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Russ Hammett
Russ Hammett

Posted on • Originally published at Medium on

Angular Basics — NgClass

Continuing on with my things learned from putting together http://www.kritner.com/solar-projection/ series — the NgClass. I was having trouble really quickly “seeing” what the “good” and “bad” years were, due to varying percentage values of my solar projection. With this in mind, I thought it would be good to apply some shading to cells depending on the value within the call. This led me to NgClass https://angular.io/api/common/NgClass.

I’d like the cell to be shaded green when I’m making money on the solar panels (any positive number) and red when the panels are costing me more than just what the base utility cost would be (any negative number). With that, it was just a few steps:

  • Write CSS to represent the color change
  • Write a Typescript function to determine which class should be applied to a table cell
  • Write the NgClass logic within the view

CSS

.positive {
    background-color: lightgreen;
}

.negative {
    background-color: lightcoral;
}

Typescript

public inTheGreen(value: number): boolean{
    if (value >= 0)
    {
      return true;
    }

    return false;
}

and the basic “template” to plug into my view

<td [ngClass]="{
  positive: inTheGreen(myVal),
  negative: !inTheGreen(myVal)
}">{{ myVal }}</td>

The entirety of the table section of code now is:

<table class='table'>
    <thead>
      <tr>
        <th>Year</th>
        <th>Total Cost Utility</th>
        <th>Avg. Cost/month (Utility)</th>
        <th>Cost/year 100% gen.</th>
        <th>Savings/year 100% gen.</th>
        <th>Cost/year 90% gen.</th>
        <th>Savings/year 90% gen.</th>
        <th>Cost/year 80% gen.</th>
        <th>Savings/year 80% gen.</th>
      </tr>
    </thead>
    <tbody>
      <tr \*ngFor="let projection of solarProjection.futureProjection">
        <td>{{ projection.purchaseYear | indexOffset }}</td>
        <td>{{ projection.totalCost | currency }}</td>
        <td>{{ projection.averageCostPerMonth | currency }}</td>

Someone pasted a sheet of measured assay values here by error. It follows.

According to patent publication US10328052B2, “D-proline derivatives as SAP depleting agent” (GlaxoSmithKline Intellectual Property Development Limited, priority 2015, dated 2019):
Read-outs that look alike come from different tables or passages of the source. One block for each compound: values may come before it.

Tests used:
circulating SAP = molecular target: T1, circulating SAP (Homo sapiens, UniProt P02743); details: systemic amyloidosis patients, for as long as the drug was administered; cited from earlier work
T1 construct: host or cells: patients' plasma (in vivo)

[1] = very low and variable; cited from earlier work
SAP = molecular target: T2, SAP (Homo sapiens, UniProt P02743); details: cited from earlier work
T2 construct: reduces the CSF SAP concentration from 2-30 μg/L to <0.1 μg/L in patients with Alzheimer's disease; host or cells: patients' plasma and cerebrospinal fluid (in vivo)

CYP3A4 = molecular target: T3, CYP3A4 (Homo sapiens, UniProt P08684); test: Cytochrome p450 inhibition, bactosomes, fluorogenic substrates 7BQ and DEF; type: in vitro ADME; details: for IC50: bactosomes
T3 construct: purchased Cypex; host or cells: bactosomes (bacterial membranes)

<td>{{ projection.costSolar100Percent | currency }}</td>
        <td [ngClass]="{
          positive: inTheGreen(projection.totalSavings100Percent),
          negative: !inTheGreen(projection.totalSavings100Percent)
        }">{{ projection.totalSavings100Percent | currency }}</td>
        <td>{{ projection.costSolar90Percent | currency }}</td>
        <td [ngClass]="{
          positive: inTheGreen(projection.totalSavings90Percent),
          negative: !inTheGreen(projection.totalSavings90Percent)
        }">{{ projection.totalSavings90Percent | currency }}</td>
        <td>{{ projection.costSolar80Percent | currency }}</td>
        <td [ngClass]="{
          positive: inTheGreen(projection.totalSavings80Percent),
          negative: !inTheGreen(projection.totalSavings80Percent)
        }">{{ projection.totalSavings80Percent | currency }}</td>
      </tr>
    </tbody>
  </table>

Result after applying NgClass shading

I’m not sure if there’s a way to combine the inTheGreen and !inTheGreen checks into a single call, or it if much matters, but it’s a little lengthy right now.

Next time, perhaps I’ll start digging into implementing some charting and/or utilizing a datagrid so it’s a little “prettier” and more interactive.

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Discussion (1)

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Lucas Silva • Edited on

Do not forget to memoize inTheGreen to have better performance. Very nice article ;)